What happens when a country doesn’t pay its debts?

75 views
0

Can they just ignore the debt like it never existed? Are there real reprucussions for the government or impacts to the econony?

In: 467

Depends on who’s holding that debt. If it’s the country’s citizens, then defaulting on that debt will undermine the citizens’ confidence in the government and its financial institutions thus affecting the economy. If it’s foreign governments or institutions, then they can impose sanctions and make demands until the debt as paid or restructured.

Sovereign Debt Crisis is what to google.

The immediate thing that happens is a bond market crash. Everyone who owned that country’s bonds is suddenly out all of their money. That can cause a contagion crisis elsewhere. Those wiped out investors often owe money other places and this leads to further defaults. If it’s a small country, it might be contained but if it’s a large country like the United States, the whole world financial system would melt down.

A follow up problem is the country in question would have big problems taking on any debt going forward (who would buy it?). So if they are running any deficits, they would need immediate budget cuts to stay afloat. Bear in mind, the bond market crash will cause a decrease in the wealth of the country’s people which will cause a decrease in tax revenue which will increase their budget deficit.

So, it’s really bad. No one would ever do this on purpose.

Most sovereign governments can, in theory, ignore their debts and default. The repercussions will depend on who lent the government the money.

It is extremely likely that no private investor or enterprise will consider lending more money (in the short term). They might go so far as to cease or curtail lending to private enterprises in that country due to perceived instability and unreliability of the government. It is also likely the currency will devalue and there will be little incoming investment.

This makes it very difficult to do international trade. If the country relies on imports, it might find itself needing to pay upfront in a foreign currency. This is unsustainable. If few people buy their exports, foreign currency reserves will eventually run out. To trade, there is a need for at least a minimal framework of trust to allow transactions to occur.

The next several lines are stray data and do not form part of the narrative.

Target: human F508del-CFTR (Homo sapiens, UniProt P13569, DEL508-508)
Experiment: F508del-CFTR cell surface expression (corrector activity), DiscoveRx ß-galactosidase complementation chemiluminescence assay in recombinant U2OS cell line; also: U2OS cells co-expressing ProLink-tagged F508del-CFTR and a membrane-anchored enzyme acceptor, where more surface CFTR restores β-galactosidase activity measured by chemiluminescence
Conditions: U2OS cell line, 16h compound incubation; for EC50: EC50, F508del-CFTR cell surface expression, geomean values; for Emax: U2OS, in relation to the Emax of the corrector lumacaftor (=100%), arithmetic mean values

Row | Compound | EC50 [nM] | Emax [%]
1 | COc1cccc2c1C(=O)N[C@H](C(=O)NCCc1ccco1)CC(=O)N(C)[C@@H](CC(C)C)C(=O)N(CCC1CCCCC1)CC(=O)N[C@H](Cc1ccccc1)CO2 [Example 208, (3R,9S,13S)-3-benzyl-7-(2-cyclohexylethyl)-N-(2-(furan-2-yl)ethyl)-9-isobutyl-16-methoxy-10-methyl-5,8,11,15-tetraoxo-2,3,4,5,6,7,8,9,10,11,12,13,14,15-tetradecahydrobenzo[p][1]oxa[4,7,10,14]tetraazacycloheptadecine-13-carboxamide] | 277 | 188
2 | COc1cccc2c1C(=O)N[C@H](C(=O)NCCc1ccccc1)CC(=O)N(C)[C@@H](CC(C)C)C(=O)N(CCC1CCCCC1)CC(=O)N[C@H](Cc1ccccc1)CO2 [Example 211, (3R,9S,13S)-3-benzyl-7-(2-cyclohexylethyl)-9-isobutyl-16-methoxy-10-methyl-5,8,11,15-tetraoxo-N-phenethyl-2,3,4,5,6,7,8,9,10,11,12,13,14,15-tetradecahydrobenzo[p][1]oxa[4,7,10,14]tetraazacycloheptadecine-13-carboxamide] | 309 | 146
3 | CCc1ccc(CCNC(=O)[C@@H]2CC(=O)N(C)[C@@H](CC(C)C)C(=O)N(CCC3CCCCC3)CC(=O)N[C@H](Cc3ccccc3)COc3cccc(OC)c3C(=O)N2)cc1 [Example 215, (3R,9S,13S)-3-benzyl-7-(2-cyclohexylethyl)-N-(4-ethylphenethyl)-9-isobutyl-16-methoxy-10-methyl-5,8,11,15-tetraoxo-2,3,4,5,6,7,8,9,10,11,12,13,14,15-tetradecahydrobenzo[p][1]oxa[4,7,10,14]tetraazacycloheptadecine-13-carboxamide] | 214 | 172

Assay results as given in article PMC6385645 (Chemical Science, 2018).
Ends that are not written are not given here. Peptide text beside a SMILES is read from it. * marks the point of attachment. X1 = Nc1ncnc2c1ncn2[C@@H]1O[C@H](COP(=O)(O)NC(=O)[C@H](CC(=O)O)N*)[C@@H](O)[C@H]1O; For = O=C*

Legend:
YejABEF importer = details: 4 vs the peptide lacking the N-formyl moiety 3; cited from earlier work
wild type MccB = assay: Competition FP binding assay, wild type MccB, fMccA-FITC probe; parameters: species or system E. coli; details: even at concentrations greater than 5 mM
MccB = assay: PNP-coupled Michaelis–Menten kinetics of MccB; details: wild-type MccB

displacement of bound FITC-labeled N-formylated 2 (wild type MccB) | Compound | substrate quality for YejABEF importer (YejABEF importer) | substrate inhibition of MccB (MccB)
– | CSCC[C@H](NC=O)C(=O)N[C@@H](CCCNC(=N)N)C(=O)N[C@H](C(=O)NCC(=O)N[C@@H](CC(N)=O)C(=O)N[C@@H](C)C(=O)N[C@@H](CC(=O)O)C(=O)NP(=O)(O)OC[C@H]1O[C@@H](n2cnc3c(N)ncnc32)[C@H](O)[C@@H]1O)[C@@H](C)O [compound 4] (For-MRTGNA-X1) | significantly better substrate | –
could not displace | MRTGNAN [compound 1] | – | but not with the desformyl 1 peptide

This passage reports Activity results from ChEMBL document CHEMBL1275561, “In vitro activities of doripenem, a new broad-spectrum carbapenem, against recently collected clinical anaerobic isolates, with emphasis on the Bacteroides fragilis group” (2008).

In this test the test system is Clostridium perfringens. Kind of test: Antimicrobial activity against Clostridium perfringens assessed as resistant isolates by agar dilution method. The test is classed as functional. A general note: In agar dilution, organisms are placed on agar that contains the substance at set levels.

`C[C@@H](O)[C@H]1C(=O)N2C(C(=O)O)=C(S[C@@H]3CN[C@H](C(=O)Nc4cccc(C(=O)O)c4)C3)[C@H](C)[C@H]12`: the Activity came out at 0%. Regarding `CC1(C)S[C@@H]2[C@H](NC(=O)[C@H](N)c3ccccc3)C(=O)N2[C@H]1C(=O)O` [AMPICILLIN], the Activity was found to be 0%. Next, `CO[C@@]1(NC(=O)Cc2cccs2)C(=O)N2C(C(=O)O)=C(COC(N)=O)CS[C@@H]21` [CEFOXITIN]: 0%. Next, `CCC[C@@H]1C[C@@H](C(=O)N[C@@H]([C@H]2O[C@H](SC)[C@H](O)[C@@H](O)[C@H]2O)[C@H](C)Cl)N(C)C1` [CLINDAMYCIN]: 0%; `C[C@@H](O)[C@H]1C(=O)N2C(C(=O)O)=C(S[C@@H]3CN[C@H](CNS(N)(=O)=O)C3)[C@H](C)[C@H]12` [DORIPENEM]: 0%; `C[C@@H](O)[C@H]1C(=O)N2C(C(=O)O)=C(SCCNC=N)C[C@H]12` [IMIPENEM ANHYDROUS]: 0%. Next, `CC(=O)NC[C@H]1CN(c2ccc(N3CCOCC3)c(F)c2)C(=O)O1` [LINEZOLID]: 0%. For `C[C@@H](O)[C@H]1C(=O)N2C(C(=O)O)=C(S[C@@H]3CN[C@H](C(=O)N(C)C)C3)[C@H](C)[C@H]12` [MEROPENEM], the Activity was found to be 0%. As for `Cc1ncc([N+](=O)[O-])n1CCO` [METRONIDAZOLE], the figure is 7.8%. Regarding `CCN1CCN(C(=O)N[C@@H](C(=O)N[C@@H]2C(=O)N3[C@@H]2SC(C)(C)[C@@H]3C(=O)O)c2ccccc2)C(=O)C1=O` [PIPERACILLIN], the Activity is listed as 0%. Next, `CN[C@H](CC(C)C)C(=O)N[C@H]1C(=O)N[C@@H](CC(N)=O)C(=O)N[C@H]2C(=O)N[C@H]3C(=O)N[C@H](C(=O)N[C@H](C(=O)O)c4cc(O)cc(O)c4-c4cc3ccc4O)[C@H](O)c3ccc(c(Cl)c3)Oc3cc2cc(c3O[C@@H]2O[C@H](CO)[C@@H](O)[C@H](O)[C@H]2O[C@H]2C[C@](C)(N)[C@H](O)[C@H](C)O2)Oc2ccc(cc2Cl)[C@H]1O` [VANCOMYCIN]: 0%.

Practically speaking, the country will probably have high inflation, lack of essential imported goods, any production that relies on importing goods will be severely impacted. The economy will shrink and the population might see high unemployment, declining quality of life, capital flight and also their most skilled people leaving the country. In the worst cases, social unrest, political upheaval, violence & crime increases, refugees fleeing the country etc etc.

In short, yes, there are usually huge repercussions if a government defaults on it’s debts.

Similar to a person who doesn’t pay of their debts, they will find it very hard, or more expensive to borrow in the future. But also with a lot more ramifications, depending on size. But it does happen. African developing countries tend to have higher interest rates when they borrow because they’re seen as not as stable as developed countries, and so they might just not pay back their debts. But it happens to rich countries as well, here in the UK we defaulted on our debts in the 70’s, and had to be bailed out by the IMF, which made our interest higher for the next decade or so, and the US recently a couple of times, has come close to defaulting (not because they couldn’t pay, but for political reasons, debt ceilings and closing of government for some reason, I’ll need an Americans help to fully explain) the repercussions of that would have been very bad, as the US dollar is used around the world as the backup or pegged currency, both officially and unofficially. Greece tried to ignore its debts during the Euro crisis, but realised that the repercussions would be disastrous, and eventually accepted austerity instead.

Governments sell Bonds to banks, other countries, I vestments funds etc. Bonds are basically loans, and the givt pays them back at a certain interval and rate. If a govt, company or whatever defaults on there Bonds, these buyers lose trust that they will ever get their money back, and new investors will also not trust them. The value of the bonds will plummet, and the ability for the Gov’t to raise new funds will get drastically harder.

For a Gov’t that runs deficits, that means the govt will risk going bankrupt, or have to massively reduce its spending. Since govt spending is on things for the people, that means the people get screwed, and you get civil unrest or revolution. The military budget would get slashed, putting the country at risk to its enemies.

Overall a sovereign debt default causes massive problems.